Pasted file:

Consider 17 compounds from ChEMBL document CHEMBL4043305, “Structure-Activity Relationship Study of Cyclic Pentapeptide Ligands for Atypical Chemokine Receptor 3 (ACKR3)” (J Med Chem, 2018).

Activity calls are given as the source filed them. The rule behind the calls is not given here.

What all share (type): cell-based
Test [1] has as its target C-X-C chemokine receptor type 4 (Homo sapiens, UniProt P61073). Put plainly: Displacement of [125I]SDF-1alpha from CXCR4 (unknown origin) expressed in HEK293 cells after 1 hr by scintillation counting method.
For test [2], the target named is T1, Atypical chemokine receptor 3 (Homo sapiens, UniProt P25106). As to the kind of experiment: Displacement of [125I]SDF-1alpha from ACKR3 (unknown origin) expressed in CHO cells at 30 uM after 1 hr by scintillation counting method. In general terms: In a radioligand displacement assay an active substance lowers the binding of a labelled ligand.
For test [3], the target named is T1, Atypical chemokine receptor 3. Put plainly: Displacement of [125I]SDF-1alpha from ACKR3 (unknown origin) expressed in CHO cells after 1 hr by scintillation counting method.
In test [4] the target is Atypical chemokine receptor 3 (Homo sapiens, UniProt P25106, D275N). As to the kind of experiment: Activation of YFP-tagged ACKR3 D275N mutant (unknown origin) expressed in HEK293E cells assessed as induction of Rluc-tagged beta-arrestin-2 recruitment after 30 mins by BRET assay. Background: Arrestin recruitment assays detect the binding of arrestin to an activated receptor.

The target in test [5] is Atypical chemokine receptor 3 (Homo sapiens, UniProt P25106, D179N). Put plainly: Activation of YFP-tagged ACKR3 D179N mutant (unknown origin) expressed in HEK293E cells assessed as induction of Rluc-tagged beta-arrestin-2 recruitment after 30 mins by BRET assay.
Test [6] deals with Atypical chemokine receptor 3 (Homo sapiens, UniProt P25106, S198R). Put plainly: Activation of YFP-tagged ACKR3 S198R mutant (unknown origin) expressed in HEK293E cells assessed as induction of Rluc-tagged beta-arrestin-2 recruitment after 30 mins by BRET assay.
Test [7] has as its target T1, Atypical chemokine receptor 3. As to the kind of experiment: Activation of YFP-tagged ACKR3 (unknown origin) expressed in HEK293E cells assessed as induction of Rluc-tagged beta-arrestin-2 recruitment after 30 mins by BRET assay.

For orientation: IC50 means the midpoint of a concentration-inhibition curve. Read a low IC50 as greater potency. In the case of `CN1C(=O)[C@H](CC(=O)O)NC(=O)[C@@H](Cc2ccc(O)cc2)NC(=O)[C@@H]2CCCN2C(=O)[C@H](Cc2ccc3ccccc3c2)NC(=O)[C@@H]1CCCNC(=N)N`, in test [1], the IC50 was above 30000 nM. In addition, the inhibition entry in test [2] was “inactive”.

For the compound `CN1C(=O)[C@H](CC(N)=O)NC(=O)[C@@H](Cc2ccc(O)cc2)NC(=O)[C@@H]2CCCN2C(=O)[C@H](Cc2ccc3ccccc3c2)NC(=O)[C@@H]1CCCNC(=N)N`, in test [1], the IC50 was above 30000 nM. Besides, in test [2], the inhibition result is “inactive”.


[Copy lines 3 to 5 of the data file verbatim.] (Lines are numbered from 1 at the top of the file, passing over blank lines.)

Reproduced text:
What all share (type): cell-based
Test [1] has as its target C-X-C chemokine receptor type 4 (Homo sapiens, UniProt P61073). Put plainly: Displacement of [125I]SDF-1alpha from CXCR4 (unknown origin) expressed in HEK293 cells after 1 hr by scintillation counting method.
For test [2], the target named is T1, Atypical chemokine receptor 3 (Homo sapiens, UniProt P25106). As to the kind of experiment: Displacement of [125I]SDF-1alpha from ACKR3 (unknown origin) expressed in CHO cells at 30 uM after 1 hr by scintillation counting method. In general terms: In a radioligand displacement assay an active substance lowers the binding of a labelled ligand.